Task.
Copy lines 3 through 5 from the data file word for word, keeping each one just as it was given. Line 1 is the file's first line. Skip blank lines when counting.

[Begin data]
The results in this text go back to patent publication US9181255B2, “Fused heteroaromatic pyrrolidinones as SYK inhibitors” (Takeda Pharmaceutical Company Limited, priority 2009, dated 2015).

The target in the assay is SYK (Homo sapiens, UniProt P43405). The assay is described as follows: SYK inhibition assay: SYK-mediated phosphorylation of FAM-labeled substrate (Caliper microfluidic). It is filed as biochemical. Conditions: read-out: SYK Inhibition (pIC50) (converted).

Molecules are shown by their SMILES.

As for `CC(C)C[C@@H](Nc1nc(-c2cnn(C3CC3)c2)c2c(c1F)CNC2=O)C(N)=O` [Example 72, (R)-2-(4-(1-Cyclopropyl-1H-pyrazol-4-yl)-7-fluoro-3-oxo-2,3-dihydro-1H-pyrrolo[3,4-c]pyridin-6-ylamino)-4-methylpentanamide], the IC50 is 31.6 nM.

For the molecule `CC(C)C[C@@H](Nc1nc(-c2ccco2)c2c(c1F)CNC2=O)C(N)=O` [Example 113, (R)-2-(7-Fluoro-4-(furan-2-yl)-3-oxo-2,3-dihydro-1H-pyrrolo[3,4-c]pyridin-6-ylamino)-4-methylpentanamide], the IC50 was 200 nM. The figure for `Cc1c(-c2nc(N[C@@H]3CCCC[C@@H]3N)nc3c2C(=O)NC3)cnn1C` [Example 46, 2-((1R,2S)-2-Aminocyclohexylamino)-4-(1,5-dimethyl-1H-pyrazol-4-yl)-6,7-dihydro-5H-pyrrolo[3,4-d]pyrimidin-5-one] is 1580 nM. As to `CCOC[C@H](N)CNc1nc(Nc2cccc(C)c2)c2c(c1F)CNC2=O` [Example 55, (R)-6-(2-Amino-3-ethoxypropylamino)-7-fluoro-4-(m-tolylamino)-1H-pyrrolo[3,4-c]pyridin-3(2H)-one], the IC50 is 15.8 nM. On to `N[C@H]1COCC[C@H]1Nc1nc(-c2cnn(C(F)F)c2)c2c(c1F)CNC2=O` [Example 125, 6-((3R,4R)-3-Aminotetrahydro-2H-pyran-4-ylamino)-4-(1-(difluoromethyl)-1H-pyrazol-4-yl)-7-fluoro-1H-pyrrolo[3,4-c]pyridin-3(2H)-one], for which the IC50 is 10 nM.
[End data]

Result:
Molecules are shown by their SMILES.

As for `CC(C)C[C@@H](Nc1nc(-c2cnn(C3CC3)c2)c2c(c1F)CNC2=O)C(N)=O` [Example 72, (R)-2-(4-(1-Cyclopropyl-1H-pyrazol-4-yl)-7-fluoro-3-oxo-2,3-dihydro-1H-pyrrolo[3,4-c]pyridin-6-ylamino)-4-methylpentanamide], the IC50 is 31.6 nM.

For the molecule `CC(C)C[C@@H](Nc1nc(-c2ccco2)c2c(c1F)CNC2=O)C(N)=O` [Example 113, (R)-2-(7-Fluoro-4-(furan-2-yl)-3-oxo-2,3-dihydro-1H-pyrrolo[3,4-c]pyridin-6-ylamino)-4-methylpentanamide], the IC50 was 200 nM. The figure for `Cc1c(-c2nc(N[C@@H]3CCCC[C@@H]3N)nc3c2C(=O)NC3)cnn1C` [Example 46, 2-((1R,2S)-2-Aminocyclohexylamino)-4-(1,5-dimethyl-1H-pyrazol-4-yl)-6,7-dihydro-5H-pyrrolo[3,4-d]pyrimidin-5-one] is 1580 nM. As to `CCOC[C@H](N)CNc1nc(Nc2cccc(C)c2)c2c(c1F)CNC2=O` [Example 55, (R)-6-(2-Amino-3-ethoxypropylamino)-7-fluoro-4-(m-tolylamino)-1H-pyrrolo[3,4-c]pyridin-3(2H)-one], the IC50 is 15.8 nM. On to `N[C@H]1COCC[C@H]1Nc1nc(-c2cnn(C(F)F)c2)c2c(c1F)CNC2=O` [Example 125, 6-((3R,4R)-3-Aminotetrahydro-2H-pyran-4-ylamino)-4-(1-(difluoromethyl)-1H-pyrazol-4-yl)-7-fluoro-1H-pyrrolo[3,4-c]pyridin-3(2H)-one], for which the IC50 is 10 nM.